One topic never seems to get old: how much should you water your plants? More people are guilty of overwatering their plants, not underwatering them. It’s important to get this right by monitoring your plants and checking the soil.
Have you ever wondered if your plants would ever like something besides water to drink? Some people use commercial liquid plant food. But what about some of the common liquids in your home? Believe or not, the answer is – yes, sometimes!… Read More
Longer hours of daylight and warmer weather naturally draw us outside more to enjoy it. We’ve been telling you for years this is a GOOD thing (with hats and sunscreen handy).
So I had to laugh just a little when I read the Wall Street Journal this week. In an article on its Career and Leadership page, it featured a “new trend” for the coronavirus age: finding ways to hold work meetings in person by – meeting outside. News flash!
The article reports workplaces setting up meetings in all kinds of outdoor spaces like parks, beaches, or even in private yards where social distancing and masks allow people to meet safely and get away from their screens and Zoom.… Read More
According to the U.S. Department of Homeland Security, essential workers are those who conduct a range of operations and services that are typically “essential” to continue critical infrastructure operations. Critical infrastructure is a broad term including work sectors from energy to defense to agriculture.
Most people think of law enforcement, firefighters, doctors and nurses, and other types of frontline first responders as essential workers. But hasn’t your definition changed over the past few months? I bet you’ll add grocery store workers, truck drivers, caregivers, and the people who make toilet paper to this list now. There are so many unsung heroes grinding away who make things work.… Read More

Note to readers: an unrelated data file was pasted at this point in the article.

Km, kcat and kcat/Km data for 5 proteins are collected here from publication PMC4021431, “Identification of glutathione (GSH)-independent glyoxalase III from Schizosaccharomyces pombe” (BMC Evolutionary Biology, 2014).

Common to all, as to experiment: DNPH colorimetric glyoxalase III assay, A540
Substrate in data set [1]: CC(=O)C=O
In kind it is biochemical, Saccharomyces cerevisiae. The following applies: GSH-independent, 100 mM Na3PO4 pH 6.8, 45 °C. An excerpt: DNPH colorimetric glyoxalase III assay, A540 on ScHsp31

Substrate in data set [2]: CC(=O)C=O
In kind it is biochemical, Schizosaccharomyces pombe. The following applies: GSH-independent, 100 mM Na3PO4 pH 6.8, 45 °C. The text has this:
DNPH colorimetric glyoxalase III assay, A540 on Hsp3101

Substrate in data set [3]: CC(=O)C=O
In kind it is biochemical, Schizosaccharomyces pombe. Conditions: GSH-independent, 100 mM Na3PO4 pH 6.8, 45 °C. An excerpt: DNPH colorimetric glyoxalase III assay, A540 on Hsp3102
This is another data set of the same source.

When I first started writing this blog in 2013, one of the first topics I wrote about was the concept of biophilia, the study of the connection between human beings and nature. I’m sure people thought the idea was a little “out there.”
We have come a long way in thinking about how nature affects our well being in that time. I’m now giving thought to the social equity issues surrounding nature in these times.
July is National Park and Recreation Month, an initiative of the National Recreation and Park Association (NRPA). Park and recreation professionals promote a community’s health and well being through access to nature, green space, recreation, and fitness to create a lasting and positive impact on a community’s health and wellness.… Read More
We know you might be distracted by everything going on in the world, so give us a minute or two of your attention. The planet is counting on you.
“National Pollinators Week” is officially here from June 22 – 28 and it’s worth taking just a few minutes to learn why it’s important to support pollinators and reverse a growing crisis for our planet.
National Pollinators Week got started in 2006 through an official U.S. Senate resolution. That year, there was a mysterious loss of honey bee colonies in the United States.
Pollinators are vital to 75 percent of the world’s food crops, from avocados to zucchini; and 90 percent of the world’s flowering plants.… Read More